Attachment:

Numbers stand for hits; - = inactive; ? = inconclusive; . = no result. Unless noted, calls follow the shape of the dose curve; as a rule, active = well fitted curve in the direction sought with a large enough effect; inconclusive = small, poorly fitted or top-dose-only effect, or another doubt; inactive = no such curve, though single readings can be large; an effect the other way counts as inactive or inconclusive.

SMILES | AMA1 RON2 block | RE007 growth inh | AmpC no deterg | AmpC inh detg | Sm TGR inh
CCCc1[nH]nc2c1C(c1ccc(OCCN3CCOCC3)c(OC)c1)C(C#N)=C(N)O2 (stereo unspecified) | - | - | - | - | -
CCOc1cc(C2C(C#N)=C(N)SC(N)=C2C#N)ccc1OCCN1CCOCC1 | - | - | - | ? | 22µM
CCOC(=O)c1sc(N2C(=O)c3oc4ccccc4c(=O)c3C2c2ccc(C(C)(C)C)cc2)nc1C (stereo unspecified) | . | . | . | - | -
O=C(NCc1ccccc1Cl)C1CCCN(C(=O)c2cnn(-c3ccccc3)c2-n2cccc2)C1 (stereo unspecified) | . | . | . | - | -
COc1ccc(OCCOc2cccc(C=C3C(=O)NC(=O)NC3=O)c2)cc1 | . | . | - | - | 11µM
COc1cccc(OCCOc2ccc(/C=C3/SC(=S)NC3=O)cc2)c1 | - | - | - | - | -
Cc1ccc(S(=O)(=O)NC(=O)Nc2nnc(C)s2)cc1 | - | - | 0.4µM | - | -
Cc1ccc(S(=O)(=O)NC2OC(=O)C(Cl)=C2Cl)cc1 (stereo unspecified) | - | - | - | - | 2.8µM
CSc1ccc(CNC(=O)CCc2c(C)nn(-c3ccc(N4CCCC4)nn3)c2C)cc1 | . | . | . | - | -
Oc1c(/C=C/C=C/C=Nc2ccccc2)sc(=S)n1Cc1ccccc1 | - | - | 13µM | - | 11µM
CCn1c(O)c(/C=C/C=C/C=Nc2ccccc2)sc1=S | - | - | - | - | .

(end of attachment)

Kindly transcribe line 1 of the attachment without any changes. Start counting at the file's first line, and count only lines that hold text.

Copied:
Numbers stand for hits; - = inactive; ? = inconclusive; . = no result. Unless noted, calls follow the shape of the dose curve; as a rule, active = well fitted curve in the direction sought with a large enough effect; inconclusive = small, poorly fitted or top-dose-only effect, or another doubt; inactive = no such curve, though single readings can be large; an effect the other way counts as inactive or inconclusive.